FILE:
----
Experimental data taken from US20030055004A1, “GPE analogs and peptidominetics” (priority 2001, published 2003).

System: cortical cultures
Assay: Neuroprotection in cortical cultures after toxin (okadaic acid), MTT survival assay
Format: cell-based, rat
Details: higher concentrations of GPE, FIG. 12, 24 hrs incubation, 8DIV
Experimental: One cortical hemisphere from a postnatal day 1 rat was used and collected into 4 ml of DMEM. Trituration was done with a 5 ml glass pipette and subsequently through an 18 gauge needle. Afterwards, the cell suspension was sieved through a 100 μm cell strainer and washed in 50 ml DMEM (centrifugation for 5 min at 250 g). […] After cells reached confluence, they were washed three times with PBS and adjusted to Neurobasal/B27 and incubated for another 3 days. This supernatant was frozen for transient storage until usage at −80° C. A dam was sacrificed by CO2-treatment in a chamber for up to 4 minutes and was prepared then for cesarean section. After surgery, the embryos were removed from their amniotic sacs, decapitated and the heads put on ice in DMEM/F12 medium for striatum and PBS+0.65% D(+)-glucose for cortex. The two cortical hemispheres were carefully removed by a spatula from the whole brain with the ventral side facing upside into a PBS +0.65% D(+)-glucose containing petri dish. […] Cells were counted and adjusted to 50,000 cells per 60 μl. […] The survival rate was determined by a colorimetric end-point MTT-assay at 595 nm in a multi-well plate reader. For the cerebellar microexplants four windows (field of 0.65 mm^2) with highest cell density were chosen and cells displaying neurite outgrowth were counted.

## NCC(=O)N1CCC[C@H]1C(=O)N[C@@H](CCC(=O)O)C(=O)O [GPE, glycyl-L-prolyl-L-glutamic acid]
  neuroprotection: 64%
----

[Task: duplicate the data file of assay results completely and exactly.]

Experimental data taken from US20030055004A1, “GPE analogs and peptidominetics” (priority 2001, published 2003).

System: cortical cultures
Assay: Neuroprotection in cortical cultures after toxin (okadaic acid), MTT survival assay
Format: cell-based, rat
Details: higher concentrations of GPE, FIG. 12, 24 hrs incubation, 8DIV
Experimental: One cortical hemisphere from a postnatal day 1 rat was used and collected into 4 ml of DMEM. Trituration was done with a 5 ml glass pipette and subsequently through an 18 gauge needle. Afterwards, the cell suspension was sieved through a 100 μm cell strainer and washed in 50 ml DMEM (centrifugation for 5 min at 250 g). […] After cells reached confluence, they were washed three times with PBS and adjusted to Neurobasal/B27 and incubated for another 3 days. This supernatant was frozen for transient storage until usage at −80° C. A dam was sacrificed by CO2-treatment in a chamber for up to 4 minutes and was prepared then for cesarean section. After surgery, the embryos were removed from their amniotic sacs, decapitated and the heads put on ice in DMEM/F12 medium for striatum and PBS+0.65% D(+)-glucose for cortex. The two cortical hemispheres were carefully removed by a spatula from the whole brain with the ventral side facing upside into a PBS +0.65% D(+)-glucose containing petri dish. […] Cells were counted and adjusted to 50,000 cells per 60 μl. […] The survival rate was determined by a colorimetric end-point MTT-assay at 595 nm in a multi-well plate reader. For the cerebellar microexplants four windows (field of 0.65 mm^2) with highest cell density were chosen and cells displaying neurite outgrowth were counted.

## NCC(=O)N1CCC[C@H]1C(=O)N[C@@H](CCC(=O)O)C(=O)O [GPE, glycyl-L-prolyl-L-glutamic acid]
  neuroprotection: 64%